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8 Sterman, M.B., Goodman, S.J., & Kovalesky, R.A. (1978). Effects of sensorimotor EEG feedback training on seizure susceptibility in the rhesus monkey. Experimental Neurology, 62(3), 735–747. 9 Sterman, M.B., & Friar, L. (1972). Suppression of seizures in epileptic following sensorimotor EEG feedback training. Electroencephalography and Clinical Neurophysiology, 33, 89–95. 10 Sterman, M.B., Macdonald, L.R., & Stone, R.K. (1974). Biofeedback training of the sensorimotor EEG rhythm in man: Effects on epilepsy. Epilepsia, 15, 395–417. 11 Seifert, A.R., & Lubar, J.F. (1975). Reduction of epileptic seizures through EEG biofeedback training. Biological Psychology, 3, 157–184. 12 Lubar, J.F., & Bahler, W.W. (1976). Behavioral management of epileptic seizures following EEG biofeedback training of the sensorimotor rhythm. Biofeedback and Self-Regulation, 1, 77–104. 13 Sterman, M.B., & McDonald, L.R. (1978). Effects of central cortical EEG feedback training on incidence of poorly controlled seizures. Epilepsia, 19(3), 207–222. 14 Lubar, J.F., Shabsin, H.S., Natelson, S.E., Holder, G.S., Woodson, S.F., Pamplin, W.E., & Krulikowski, D.I. (1981). EEG operant conditioning in intractable epileptics. Archives of Neurology, 38, 700–704. 15 Sterman, M.B. (1984). The role of sensorimotor rhythmic EEG activity in the etiology and treatment of generalized motor seizures. Chapter 7 in Elbert, T.S., Rockstroh, B., Lutzenberger, W., & Birbaumer, N. (eds), Self-Regulation of the Brain and Behavior. Springer, Berlin, 95–106. 16 Lantz, D., & Sterman, M.B. (1988). Neuropsychological assessment of subjects with uncontrolled epilepsy: Effects of EEG feedback training. Epilepsia, 29(2), 163–171. 17 Sterman, M.B. (2000). Basic concepts and clinical findings in the treatment of seizure disorders with EEG operant conditioning. Clinical Electroencephalography, 31(1), 45–55. 18 Egner, T., & Sterman, M.B. (2006). Neurofeedback treatment of epilepsy: From basic rationale to practical implication. Expert Review of Neurotherapeutics, 6(2), 247–257. 19 Tan, G., Thornby, J., Hammond, D.C., Strehl, U., Canady, B., Arnemann, K., & Kaiser, D.A. (2009). Meta-analysis of EEG biofeedback in treating epilepsy. Clinical EEG and Neuroscience, 40(3), 173–179. 20 Kotchoubey, B., Strehl, U., Uhlmann, C., et al. (2001). Modification of slow cortical potentials in patients with refractory epilepsy. Epilepsia. 42, 406–416. 21 Lubar, J.F., & Bahler, W.W. (1976). Behavioral management of epileptic seizures following EEG biofeedback training of the sensorimotor rhythm. Biofeedback and Self-Regulation, 1, 77–104. 22 Lubar, J.F., & Shouse, M.N. (1976). EEG and behavioral changes in a hyperkinetic child concurrent with training of the sensorimotor rhythm (SMR): A preliminary report. Biofeedback and Self-Regulation, 3, 293–306. 23 Shouse, M.N., & Lubar, J.F. (1979). Operant conditioning of EEG rhythms and Ritalin in the treatment of hyperkinesis. Biofeedback and Self-Regulation, 4(4), 299–312. 24 Lubar, J.F. (2003). Neurofeedback for the management of attention-deficit/ hyperactivity disorders. In M. Schwartz & F. Andrasik (eds), Biofeedback: A Practitioner’s Guide. Guilford Publishing Co., New York (3rd ed.), 409–437.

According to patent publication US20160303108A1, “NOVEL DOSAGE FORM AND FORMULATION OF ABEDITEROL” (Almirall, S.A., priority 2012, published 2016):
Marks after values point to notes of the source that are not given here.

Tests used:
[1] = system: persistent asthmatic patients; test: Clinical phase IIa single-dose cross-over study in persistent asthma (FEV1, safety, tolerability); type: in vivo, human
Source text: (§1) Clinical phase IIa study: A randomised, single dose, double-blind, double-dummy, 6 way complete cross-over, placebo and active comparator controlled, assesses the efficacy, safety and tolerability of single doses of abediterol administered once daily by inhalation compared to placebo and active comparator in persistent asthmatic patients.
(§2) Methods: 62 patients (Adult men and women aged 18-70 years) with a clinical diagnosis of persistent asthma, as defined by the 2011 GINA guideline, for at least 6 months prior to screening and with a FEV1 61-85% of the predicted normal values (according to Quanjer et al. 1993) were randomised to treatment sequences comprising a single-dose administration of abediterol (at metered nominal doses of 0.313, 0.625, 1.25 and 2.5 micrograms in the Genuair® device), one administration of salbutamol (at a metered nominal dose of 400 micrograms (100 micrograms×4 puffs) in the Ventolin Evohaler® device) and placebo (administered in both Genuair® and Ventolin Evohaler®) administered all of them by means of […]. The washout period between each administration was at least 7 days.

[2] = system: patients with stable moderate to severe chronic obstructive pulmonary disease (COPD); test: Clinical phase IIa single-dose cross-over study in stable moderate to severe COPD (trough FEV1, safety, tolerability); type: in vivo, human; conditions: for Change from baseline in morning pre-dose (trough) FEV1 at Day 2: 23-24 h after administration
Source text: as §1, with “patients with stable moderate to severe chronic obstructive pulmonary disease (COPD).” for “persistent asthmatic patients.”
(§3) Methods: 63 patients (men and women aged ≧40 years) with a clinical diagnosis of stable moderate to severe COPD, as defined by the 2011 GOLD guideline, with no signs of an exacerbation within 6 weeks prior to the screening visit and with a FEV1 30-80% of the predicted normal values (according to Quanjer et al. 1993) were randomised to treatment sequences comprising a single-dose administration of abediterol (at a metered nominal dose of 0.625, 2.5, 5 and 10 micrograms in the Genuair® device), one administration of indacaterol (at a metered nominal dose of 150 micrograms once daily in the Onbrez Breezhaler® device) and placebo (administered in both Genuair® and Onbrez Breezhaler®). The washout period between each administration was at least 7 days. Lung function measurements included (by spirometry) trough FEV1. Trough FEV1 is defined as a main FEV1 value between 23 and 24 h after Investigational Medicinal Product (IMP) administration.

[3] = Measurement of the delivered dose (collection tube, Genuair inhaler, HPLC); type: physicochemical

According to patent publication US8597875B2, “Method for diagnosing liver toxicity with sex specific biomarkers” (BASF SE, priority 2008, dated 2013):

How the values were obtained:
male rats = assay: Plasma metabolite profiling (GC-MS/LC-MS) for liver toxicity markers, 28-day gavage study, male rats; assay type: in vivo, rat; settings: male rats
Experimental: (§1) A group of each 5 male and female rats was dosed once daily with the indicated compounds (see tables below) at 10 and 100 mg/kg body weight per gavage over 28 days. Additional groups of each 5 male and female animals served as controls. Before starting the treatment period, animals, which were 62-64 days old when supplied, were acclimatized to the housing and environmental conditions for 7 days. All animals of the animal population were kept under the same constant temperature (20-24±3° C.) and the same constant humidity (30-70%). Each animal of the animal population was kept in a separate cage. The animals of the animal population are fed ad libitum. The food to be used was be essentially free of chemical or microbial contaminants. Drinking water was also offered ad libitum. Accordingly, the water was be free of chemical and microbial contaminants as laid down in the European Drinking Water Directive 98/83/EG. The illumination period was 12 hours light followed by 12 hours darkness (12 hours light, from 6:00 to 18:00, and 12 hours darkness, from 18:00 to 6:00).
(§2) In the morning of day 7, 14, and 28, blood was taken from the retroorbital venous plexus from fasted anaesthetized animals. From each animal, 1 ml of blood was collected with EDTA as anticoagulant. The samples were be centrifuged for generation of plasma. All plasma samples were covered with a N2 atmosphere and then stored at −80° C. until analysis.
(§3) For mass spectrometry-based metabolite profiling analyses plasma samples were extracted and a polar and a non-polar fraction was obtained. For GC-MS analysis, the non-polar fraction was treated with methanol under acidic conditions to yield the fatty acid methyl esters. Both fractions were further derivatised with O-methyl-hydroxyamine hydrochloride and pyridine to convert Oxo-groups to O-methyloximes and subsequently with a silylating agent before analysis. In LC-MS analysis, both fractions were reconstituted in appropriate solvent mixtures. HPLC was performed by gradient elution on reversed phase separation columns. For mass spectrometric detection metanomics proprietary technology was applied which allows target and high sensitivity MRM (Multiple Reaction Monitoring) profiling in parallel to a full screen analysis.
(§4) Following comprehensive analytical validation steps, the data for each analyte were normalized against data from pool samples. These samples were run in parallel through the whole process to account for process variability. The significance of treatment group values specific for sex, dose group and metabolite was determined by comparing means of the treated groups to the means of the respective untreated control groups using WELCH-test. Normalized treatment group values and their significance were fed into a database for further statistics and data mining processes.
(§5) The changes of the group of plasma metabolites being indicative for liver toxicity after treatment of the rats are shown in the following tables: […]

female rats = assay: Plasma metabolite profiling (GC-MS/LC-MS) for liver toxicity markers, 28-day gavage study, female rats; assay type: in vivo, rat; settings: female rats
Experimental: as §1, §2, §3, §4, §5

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25 Tansey, M.A., & Bruner, R.L. (1983). EMG and EEG biofeedback training in the treatment of a 10-year old hyperactive boy with a developmental reading disorder. Biofeedback and Self-Regulation, 8, 25–37. 26 Lubar, J.O., & Lubar, J.F. (1984). Electroencephalographic biofeedback of SMR and beta for treatment of attention deficit disorders in a clinical setting. Biofeedback and Self-Regulation, 9, 1–23. 27 Tansey, M.A. (1985). Brainwave signatures–An index reflective of the brain’s functional neuroanatomy: Further findings on the effect of EEG sensorimotor rhythm biofeedback training on the neurologic precursors of learning disabilities. International Journal of Psychophysiology, 3, 85–89. 28 Tansey, M.A. (1990). Righting the rhythms of reason: EEG biofeedback training as a therapeutic modality in a clinical office setting. Medical Psychotherapy, 3, 57–68. 29 Tansey, M.A. (1991). Wechsler (WISC-R) changes following treatment of learning disabilities via EEG biofeedback training in a private practice setting. Australian Journal of Psychology, 43, 147–153. 30 Othmer, S., Othmer, S.F., & Marks, C.S. (1992). EEG biofeedback training for attention deficit disorder, specific learning disabilities, and associated conduct problems. Journal of the Biofeedback Society of California, September, 24–27. 31 Rossiter, T.R., & LaVaque, T.J. (1995). A comparison of EEG biofeedback and psychostimulants in treating attention deficit hyperactivity disorder. Journal of Neurotherapy, 1(1), 48–59. 32 Rossiter, T.R. (2004). The effectiveness of neurofeedback and stimulant drugs in treating AD/HD: Part I. Review of methodological issues. Applied Psychophysiology & Biofeedback, 29(2), 135–140. 33 Rossiter, T.R. (2004). The effectiveness of neurofeedback and stimulant drugs in treating AD/HD: Part II. Replication. Applied Psychophysiology & Biofeedback, 29(4), 233–243. 34 Fuchs, T., Birbaumer, N., Lutzenberger, W., Gruzelier, J.H., & Kaiser, J. (2003). Neurofeedback treatment for attention-deficit/hyperactivity disorder in children: Acomparison with methylphenidate. Applied Psychophysiology & Biofeedback, 28(1), 1–12. 35 Monastra, V.J., Monastra, D.M., & George, S. (2002). The effects of stimulant therapy, EEG biofeedback and parenting style on the primary symptoms of ADHD. Applied Psychophysiology and Biofeedback Journal, 27(4), 249. 36 Duric, N.S., Assmus, J., Gundersen, D., & Elgen, I.B. (2012). Neurofeedback for the treatment of children and adolescents with ADHD: A randomized and controlled clinical trial using parental reports. BMC Psychiatry, 12, 107. doi: 10.1186/1471-244x-12-107. 37 Meisel, V., Servera, M., Garcia-Banda, G., Cardo, E., & Moreno, I. (2014). Neurofeedback and standard pharmacological intervention in ADHD: A randomized controlled trial with six-month follow-up. Biological Psychology, 95, 116–125. 38 Lubar, J.F. (1991). Discourse on the development of EEG diagnostics and biofeedback treatment for attention deficit/hyperactivity disorders. Biofeedback and Self-Regulation, 16, 201–225. 39 Monastra, et al., see note 35. 40 Kaiser, D.A., & Othmer, S. (2000). Effect of neurofeedback on variables of attention in a large multi- center trial. Journal of Neurotherapy, 4(1), 5–15.